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After a week of celebrating the second anniversary of the Affordable Care Act (ACA), it is increasingly difficult to dismiss all the good that health reform is doing. Whether you are someone with a pre-existing condition who now has access to health insurance coverage or you are under 26 years old and can remain on your parent’s health policy or you are no longer burdened with co-pays for preventative care visits, the good touches us all in some way. With 2014 promising even more coverage gains for people from all walks of life, we must be steadfast in our support of the ACA.
The Supreme Court begins hearing oral argument today and those who oppose health reform are determined to undermine all the benefits of the law. Since anniversary week demonstrated how health care reform is working, it’s worth asking ourselves; how did we end up in the nation’s highest court?
The case. Directly after the signing of the Affordable Care Act (ACA) in March 2010, then Florida Attorney General (AG) Bill McCollum filed a lawsuit against the federal government. McCollum and others argue that the individual responsibility requirement (IRR) is unconstitutional (in other words, the federal government cannot tell you what to buy). While the IRR is the focal point of the legal challenge, McCollum and friends (plaintiffs) also accuse the federal government (defendants) of coercing states to participate in the Medicaid program, maintaining that the Medicaid expansion is unconstitutional. Profiting from shifting political winds, McCollum swiftly built a list of co-plaintiffs to include 26 states, the National Federation of Independent Business (NFIB), and a handful of private parties.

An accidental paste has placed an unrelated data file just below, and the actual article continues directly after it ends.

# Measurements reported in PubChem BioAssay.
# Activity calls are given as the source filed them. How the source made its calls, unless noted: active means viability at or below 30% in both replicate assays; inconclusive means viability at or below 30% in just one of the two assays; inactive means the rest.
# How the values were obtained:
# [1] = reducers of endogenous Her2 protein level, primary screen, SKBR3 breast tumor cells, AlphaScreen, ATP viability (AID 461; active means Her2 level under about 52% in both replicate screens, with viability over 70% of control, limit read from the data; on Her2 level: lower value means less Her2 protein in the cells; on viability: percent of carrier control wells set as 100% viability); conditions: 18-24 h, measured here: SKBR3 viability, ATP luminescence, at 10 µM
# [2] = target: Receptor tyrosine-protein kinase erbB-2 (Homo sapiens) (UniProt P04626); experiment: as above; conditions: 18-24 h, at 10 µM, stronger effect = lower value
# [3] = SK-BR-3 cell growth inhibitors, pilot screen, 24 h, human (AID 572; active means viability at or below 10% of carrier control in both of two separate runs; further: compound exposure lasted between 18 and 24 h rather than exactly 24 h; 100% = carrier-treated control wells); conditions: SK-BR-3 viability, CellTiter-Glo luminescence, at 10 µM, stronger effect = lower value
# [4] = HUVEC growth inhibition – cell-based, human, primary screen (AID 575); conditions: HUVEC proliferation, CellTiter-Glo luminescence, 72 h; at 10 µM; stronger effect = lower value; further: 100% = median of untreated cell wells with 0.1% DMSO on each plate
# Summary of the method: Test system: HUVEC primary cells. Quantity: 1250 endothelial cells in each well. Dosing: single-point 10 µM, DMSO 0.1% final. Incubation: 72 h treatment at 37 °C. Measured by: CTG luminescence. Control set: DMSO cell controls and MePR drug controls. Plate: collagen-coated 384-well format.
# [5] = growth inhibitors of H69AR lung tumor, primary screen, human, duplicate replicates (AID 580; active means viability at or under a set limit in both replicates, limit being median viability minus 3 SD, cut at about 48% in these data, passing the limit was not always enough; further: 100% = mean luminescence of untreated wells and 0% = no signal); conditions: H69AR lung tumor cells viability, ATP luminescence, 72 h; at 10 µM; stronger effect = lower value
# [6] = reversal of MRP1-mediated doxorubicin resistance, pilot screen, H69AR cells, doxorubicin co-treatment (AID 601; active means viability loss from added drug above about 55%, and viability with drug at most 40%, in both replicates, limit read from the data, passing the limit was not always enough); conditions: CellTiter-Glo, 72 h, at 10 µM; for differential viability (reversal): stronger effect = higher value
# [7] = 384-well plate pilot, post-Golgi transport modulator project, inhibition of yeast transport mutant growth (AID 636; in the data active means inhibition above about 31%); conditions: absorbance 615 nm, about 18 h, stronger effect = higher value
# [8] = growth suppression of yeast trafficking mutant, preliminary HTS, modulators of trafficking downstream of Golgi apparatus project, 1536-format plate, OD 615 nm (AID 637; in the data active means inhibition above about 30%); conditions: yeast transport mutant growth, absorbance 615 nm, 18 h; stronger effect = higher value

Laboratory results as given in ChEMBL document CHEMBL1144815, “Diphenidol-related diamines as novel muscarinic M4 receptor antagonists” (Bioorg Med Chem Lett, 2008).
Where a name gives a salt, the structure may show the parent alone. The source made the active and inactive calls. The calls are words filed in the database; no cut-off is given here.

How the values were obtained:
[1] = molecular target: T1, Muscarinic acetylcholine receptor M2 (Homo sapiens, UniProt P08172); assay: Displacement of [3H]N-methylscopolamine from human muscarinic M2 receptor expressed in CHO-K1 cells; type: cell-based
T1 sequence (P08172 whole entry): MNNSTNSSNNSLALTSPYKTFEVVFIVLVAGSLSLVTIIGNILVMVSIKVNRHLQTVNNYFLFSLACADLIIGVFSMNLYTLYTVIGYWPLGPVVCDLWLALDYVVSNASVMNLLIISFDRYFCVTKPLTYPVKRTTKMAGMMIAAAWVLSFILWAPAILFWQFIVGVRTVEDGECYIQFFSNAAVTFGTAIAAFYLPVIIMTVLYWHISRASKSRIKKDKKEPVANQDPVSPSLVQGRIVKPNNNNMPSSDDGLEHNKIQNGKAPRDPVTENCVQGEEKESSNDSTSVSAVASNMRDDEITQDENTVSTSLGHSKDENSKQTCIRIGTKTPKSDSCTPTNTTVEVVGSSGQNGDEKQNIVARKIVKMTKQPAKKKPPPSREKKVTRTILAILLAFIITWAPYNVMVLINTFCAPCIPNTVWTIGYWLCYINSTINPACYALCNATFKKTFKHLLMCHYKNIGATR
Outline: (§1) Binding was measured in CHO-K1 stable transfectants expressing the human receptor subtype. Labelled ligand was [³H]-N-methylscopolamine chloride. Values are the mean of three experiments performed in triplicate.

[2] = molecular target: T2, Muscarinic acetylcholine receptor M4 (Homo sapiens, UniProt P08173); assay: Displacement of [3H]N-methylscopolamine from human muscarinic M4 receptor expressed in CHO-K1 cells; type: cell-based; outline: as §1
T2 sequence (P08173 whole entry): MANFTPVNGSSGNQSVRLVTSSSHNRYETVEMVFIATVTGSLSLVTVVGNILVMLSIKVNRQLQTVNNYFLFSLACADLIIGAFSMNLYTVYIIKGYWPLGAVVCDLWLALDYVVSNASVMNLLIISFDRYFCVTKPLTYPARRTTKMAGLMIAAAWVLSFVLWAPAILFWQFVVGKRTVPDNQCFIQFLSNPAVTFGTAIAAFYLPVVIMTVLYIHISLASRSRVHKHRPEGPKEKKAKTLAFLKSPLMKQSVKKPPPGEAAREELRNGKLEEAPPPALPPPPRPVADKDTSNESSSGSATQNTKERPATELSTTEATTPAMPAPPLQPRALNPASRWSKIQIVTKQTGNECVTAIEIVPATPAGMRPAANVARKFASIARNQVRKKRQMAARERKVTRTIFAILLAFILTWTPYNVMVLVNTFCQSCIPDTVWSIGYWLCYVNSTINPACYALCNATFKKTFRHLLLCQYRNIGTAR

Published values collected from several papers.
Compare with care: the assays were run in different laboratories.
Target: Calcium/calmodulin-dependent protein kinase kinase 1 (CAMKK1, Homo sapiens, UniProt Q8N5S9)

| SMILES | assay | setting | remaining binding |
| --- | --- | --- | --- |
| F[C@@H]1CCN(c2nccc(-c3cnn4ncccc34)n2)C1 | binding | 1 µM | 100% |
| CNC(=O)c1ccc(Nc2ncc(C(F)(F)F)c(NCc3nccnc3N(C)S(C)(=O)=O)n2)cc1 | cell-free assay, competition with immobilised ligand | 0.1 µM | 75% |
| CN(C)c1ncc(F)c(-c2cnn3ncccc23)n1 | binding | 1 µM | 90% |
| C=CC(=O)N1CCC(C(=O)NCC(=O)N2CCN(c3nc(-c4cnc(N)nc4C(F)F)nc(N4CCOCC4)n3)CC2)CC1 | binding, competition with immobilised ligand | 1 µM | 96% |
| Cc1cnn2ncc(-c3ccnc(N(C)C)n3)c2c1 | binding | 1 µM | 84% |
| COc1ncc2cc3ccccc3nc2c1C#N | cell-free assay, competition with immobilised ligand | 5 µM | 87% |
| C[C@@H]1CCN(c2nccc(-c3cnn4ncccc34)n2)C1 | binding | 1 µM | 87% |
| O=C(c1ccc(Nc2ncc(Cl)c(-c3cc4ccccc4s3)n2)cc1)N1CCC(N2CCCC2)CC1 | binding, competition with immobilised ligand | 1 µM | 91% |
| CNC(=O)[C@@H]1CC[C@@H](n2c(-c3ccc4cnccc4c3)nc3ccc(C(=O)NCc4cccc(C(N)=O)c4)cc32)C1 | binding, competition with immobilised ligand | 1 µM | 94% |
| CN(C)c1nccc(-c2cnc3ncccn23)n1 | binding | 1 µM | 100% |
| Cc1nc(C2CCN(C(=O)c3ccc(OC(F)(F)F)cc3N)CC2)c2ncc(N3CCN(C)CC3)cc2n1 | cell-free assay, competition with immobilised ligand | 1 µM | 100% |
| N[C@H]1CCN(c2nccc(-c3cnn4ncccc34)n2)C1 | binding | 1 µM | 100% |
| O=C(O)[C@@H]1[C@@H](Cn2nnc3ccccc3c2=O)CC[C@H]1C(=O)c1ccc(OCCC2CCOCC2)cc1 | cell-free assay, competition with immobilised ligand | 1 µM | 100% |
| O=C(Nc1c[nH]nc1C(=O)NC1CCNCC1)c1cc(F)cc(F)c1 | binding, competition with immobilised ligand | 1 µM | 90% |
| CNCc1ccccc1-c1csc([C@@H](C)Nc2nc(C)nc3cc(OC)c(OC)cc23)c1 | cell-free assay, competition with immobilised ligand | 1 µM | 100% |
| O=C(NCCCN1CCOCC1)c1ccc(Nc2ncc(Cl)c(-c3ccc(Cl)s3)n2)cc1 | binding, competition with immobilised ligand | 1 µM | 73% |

During 2010-2011, multiple legal challenges unfolded in addition to Florida ― most notably in Virginia (4th circuit) and Michigan (6th circuit). However, Florida became the poster child of opposition due to its vast plaintiff list. The Florida case traveled through the court system in a relatively predictable manner. It began in the U.S. District Court in Northern Florida where Judge Roger Vinson, a known conservative judge, struck down the IRR and subsequently the entire law, granting conservatives a big win. The Obama administration appealed the Vinson decision, sending the case to the 11th Circuit Court of Appeals in Atlanta. A three judge panel ruled 2-1 that the requirement to purchase insurance was unconstitutional. The panel, however, found the IRR to be severable from the rest of the law, meaning that all other ACA provisions remain intact. The appeals panel also confirmed that the Medicaid program is a legitimate federal mechanism to expand coverage to the uninsured, dismissing the charge of coercion as “more rhetoric than fact.” The Obama administration then appealed directly to the Supreme Court.
To better understand the pathway to the Supreme Court, see this flowchart.
During these two years of legal wrangling, it is noteworthy that not all judges followed party lines. Two high profile conservative judges upheld the IRR. Sixth Circuit Judge Jeffrey Sutton, a former law clerk for Justice Antonin Scalia, and DC Circuit Judge Laurence Silberman supported IRR constitutionality. These actions suggest that even the most conservative Supreme Court justices have a legal path to constitutionality of the ACA.